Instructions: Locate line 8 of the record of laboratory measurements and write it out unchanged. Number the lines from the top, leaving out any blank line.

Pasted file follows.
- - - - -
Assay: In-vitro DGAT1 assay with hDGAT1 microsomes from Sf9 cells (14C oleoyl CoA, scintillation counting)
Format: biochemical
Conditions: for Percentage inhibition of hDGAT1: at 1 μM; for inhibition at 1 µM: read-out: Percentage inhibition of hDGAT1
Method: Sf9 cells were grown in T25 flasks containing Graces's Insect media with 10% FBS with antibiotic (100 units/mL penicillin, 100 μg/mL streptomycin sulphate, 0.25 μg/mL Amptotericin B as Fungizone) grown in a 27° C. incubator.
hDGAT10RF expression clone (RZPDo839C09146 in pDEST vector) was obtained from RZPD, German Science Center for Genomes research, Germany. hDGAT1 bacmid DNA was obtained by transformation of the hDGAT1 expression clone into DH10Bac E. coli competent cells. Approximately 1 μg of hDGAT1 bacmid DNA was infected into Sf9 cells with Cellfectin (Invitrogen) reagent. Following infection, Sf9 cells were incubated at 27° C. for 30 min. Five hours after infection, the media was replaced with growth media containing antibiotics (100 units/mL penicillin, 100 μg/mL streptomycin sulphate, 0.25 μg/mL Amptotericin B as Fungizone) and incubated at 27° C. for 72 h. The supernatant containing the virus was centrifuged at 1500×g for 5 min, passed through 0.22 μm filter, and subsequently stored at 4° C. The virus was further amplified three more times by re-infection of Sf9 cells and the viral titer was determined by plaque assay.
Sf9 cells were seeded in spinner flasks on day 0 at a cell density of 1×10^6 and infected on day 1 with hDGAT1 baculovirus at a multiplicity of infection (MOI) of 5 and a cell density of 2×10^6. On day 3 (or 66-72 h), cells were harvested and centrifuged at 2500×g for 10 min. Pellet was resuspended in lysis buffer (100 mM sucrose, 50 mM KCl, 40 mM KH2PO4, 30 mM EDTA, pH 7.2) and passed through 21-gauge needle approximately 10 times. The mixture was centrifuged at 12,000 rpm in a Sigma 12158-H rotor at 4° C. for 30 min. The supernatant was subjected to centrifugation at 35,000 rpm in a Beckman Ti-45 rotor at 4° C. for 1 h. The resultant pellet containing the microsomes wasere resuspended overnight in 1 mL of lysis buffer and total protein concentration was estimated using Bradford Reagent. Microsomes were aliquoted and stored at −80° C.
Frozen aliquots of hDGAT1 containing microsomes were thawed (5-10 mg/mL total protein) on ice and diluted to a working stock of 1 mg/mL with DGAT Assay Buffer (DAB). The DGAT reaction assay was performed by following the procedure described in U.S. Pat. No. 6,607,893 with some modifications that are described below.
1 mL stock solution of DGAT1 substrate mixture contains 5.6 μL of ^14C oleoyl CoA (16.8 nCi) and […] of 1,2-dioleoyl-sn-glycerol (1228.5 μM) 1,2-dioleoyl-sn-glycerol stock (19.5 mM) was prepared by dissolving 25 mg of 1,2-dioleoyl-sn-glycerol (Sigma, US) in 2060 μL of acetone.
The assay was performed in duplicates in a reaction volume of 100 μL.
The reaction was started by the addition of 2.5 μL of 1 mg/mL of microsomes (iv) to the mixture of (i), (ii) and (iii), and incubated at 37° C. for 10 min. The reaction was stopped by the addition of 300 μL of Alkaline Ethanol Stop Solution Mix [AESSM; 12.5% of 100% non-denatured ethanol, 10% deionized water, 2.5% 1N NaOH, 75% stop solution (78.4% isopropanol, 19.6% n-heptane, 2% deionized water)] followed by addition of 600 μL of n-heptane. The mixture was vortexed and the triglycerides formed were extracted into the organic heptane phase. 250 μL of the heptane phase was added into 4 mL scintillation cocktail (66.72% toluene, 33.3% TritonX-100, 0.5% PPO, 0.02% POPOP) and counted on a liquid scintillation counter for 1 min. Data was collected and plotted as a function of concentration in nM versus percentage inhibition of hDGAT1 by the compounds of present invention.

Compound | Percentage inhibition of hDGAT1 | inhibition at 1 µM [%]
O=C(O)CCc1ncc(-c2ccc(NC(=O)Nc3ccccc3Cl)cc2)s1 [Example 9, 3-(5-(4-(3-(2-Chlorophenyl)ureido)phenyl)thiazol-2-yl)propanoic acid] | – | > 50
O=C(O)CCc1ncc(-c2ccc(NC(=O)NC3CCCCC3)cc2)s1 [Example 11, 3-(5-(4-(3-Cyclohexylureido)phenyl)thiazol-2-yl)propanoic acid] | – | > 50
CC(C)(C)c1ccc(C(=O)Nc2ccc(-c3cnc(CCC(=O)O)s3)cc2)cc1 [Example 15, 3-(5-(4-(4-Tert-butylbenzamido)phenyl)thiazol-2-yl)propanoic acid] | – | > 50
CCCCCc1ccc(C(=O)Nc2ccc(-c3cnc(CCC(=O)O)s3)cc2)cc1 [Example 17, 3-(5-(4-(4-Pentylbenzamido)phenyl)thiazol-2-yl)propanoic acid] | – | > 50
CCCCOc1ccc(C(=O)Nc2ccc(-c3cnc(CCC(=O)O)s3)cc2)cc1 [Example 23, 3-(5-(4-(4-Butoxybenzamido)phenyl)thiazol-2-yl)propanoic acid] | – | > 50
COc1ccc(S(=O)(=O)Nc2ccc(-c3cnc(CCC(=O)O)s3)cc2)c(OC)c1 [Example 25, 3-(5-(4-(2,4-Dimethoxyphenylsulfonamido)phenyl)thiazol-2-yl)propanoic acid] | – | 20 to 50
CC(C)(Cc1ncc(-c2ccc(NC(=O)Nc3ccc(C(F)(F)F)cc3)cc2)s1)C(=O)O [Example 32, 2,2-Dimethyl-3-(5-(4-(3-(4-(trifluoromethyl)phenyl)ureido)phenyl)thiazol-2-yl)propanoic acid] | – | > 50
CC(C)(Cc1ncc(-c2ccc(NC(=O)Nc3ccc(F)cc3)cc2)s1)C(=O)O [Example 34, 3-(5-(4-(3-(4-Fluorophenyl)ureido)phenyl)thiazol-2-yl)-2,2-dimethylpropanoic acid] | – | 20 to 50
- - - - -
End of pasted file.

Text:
1 mL stock solution of DGAT1 substrate mixture contains 5.6 μL of ^14C oleoyl CoA (16.8 nCi) and […] of 1,2-dioleoyl-sn-glycerol (1228.5 μM) 1,2-dioleoyl-sn-glycerol stock (19.5 mM) was prepared by dissolving 25 mg of 1,2-dioleoyl-sn-glycerol (Sigma, US) in 2060 μL of acetone.